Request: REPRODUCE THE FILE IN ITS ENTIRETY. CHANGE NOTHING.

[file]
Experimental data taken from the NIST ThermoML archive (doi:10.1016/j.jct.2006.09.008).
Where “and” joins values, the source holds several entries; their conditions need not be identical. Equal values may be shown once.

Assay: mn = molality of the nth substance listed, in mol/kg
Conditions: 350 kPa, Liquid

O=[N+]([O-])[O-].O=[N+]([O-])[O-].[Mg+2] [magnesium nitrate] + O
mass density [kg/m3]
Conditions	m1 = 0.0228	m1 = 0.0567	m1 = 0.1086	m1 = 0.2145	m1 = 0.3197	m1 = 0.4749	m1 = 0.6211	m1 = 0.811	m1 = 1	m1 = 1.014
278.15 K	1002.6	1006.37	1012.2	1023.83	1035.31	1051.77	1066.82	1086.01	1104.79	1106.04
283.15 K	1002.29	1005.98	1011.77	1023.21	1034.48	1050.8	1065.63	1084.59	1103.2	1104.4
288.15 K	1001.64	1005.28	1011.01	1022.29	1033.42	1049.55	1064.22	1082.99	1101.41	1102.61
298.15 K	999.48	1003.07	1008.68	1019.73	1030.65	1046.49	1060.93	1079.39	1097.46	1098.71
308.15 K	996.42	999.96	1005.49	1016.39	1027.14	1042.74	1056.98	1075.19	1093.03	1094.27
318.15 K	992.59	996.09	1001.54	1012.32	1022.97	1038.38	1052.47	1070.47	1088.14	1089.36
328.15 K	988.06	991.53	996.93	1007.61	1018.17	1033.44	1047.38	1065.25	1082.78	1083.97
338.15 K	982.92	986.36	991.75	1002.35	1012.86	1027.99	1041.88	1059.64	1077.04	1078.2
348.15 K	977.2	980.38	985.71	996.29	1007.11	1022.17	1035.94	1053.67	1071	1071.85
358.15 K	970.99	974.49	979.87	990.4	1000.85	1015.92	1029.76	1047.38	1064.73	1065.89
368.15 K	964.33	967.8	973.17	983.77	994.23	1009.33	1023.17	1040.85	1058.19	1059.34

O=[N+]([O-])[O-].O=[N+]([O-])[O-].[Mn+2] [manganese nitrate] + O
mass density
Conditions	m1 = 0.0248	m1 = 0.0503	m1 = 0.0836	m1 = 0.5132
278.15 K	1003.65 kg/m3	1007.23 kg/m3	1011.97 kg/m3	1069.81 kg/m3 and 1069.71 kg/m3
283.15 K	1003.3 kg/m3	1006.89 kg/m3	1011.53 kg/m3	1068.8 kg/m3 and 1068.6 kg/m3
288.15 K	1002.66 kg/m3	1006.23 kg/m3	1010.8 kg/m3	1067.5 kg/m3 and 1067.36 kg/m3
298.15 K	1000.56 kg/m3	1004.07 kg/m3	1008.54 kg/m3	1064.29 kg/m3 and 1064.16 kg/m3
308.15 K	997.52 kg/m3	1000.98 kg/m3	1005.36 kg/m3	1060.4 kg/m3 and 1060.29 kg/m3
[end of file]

Experimental data taken from the NIST ThermoML archive (doi:10.1016/j.jct.2006.09.008).
Where “and” joins values, the source holds several entries; their conditions need not be identical. Equal values may be shown once.

Assay: mn = molality of the nth substance listed, in mol/kg
Conditions: 350 kPa, Liquid

O=[N+]([O-])[O-].O=[N+]([O-])[O-].[Mg+2] [magnesium nitrate] + O
mass density [kg/m3]
Conditions	m1 = 0.0228	m1 = 0.0567	m1 = 0.1086	m1 = 0.2145	m1 = 0.3197	m1 = 0.4749	m1 = 0.6211	m1 = 0.811	m1 = 1	m1 = 1.014
278.15 K	1002.6	1006.37	1012.2	1023.83	1035.31	1051.77	1066.82	1086.01	1104.79	1106.04
283.15 K	1002.29	1005.98	1011.77	1023.21	1034.48	1050.8	1065.63	1084.59	1103.2	1104.4
288.15 K	1001.64	1005.28	1011.01	1022.29	1033.42	1049.55	1064.22	1082.99	1101.41	1102.61
298.15 K	999.48	1003.07	1008.68	1019.73	1030.65	1046.49	1060.93	1079.39	1097.46	1098.71
308.15 K	996.42	999.96	1005.49	1016.39	1027.14	1042.74	1056.98	1075.19	1093.03	1094.27
318.15 K	992.59	996.09	1001.54	1012.32	1022.97	1038.38	1052.47	1070.47	1088.14	1089.36
328.15 K	988.06	991.53	996.93	1007.61	1018.17	1033.44	1047.38	1065.25	1082.78	1083.97
338.15 K	982.92	986.36	991.75	1002.35	1012.86	1027.99	1041.88	1059.64	1077.04	1078.2
348.15 K	977.2	980.38	985.71	996.29	1007.11	1022.17	1035.94	1053.67	1071	1071.85
358.15 K	970.99	974.49	979.87	990.4	1000.85	1015.92	1029.76	1047.38	1064.73	1065.89
368.15 K	964.33	967.8	973.17	983.77	994.23	1009.33	1023.17	1040.85	1058.19	1059.34

O=[N+]([O-])[O-].O=[N+]([O-])[O-].[Mn+2] [manganese nitrate] + O
mass density
Conditions	m1 = 0.0248	m1 = 0.0503	m1 = 0.0836	m1 = 0.5132
278.15 K	1003.65 kg/m3	1007.23 kg/m3	1011.97 kg/m3	1069.81 kg/m3 and 1069.71 kg/m3
283.15 K	1003.3 kg/m3	1006.89 kg/m3	1011.53 kg/m3	1068.8 kg/m3 and 1068.6 kg/m3
288.15 K	1002.66 kg/m3	1006.23 kg/m3	1010.8 kg/m3	1067.5 kg/m3 and 1067.36 kg/m3
298.15 K	1000.56 kg/m3	1004.07 kg/m3	1008.54 kg/m3	1064.29 kg/m3 and 1064.16 kg/m3
308.15 K	997.52 kg/m3	1000.98 kg/m3	1005.36 kg/m3	1060.4 kg/m3 and 1060.29 kg/m3